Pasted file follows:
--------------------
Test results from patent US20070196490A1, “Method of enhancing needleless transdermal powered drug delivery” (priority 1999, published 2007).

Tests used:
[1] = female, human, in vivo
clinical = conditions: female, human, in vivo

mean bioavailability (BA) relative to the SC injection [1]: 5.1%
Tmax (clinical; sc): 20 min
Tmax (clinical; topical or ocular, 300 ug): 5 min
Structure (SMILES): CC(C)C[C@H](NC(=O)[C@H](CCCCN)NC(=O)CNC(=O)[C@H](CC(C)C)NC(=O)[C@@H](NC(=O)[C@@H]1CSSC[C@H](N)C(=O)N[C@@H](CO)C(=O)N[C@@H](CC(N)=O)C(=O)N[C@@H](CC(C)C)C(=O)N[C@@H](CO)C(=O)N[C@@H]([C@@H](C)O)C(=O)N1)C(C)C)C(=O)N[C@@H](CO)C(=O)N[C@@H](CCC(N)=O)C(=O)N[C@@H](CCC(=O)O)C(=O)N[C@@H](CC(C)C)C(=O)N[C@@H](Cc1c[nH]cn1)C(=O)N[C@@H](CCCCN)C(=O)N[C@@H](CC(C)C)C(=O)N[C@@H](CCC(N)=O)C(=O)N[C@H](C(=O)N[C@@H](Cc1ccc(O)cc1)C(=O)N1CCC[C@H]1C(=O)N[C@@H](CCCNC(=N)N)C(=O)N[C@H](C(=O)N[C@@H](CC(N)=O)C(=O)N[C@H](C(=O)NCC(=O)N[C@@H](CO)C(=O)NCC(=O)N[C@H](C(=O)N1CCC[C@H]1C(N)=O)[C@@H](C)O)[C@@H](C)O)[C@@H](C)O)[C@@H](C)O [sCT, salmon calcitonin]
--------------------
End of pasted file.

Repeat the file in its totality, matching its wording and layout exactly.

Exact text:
Test results from patent US20070196490A1, “Method of enhancing needleless transdermal powered drug delivery” (priority 1999, published 2007).

Tests used:
[1] = female, human, in vivo
clinical = conditions: female, human, in vivo

mean bioavailability (BA) relative to the SC injection [1]: 5.1%
Tmax (clinical; sc): 20 min
Tmax (clinical; topical or ocular, 300 ug): 5 min
Structure (SMILES): CC(C)C[C@H](NC(=O)[C@H](CCCCN)NC(=O)CNC(=O)[C@H](CC(C)C)NC(=O)[C@@H](NC(=O)[C@@H]1CSSC[C@H](N)C(=O)N[C@@H](CO)C(=O)N[C@@H](CC(N)=O)C(=O)N[C@@H](CC(C)C)C(=O)N[C@@H](CO)C(=O)N[C@@H]([C@@H](C)O)C(=O)N1)C(C)C)C(=O)N[C@@H](CO)C(=O)N[C@@H](CCC(N)=O)C(=O)N[C@@H](CCC(=O)O)C(=O)N[C@@H](CC(C)C)C(=O)N[C@@H](Cc1c[nH]cn1)C(=O)N[C@@H](CCCCN)C(=O)N[C@@H](CC(C)C)C(=O)N[C@@H](CCC(N)=O)C(=O)N[C@H](C(=O)N[C@@H](Cc1ccc(O)cc1)C(=O)N1CCC[C@H]1C(=O)N[C@@H](CCCNC(=N)N)C(=O)N[C@H](C(=O)N[C@@H](CC(N)=O)C(=O)N[C@H](C(=O)NCC(=O)N[C@@H](CO)C(=O)NCC(=O)N[C@H](C(=O)N1CCC[C@H]1C(N)=O)[C@@H](C)O)[C@@H](C)O)[C@@H](C)O)[C@@H](C)O [sCT, salmon calcitonin]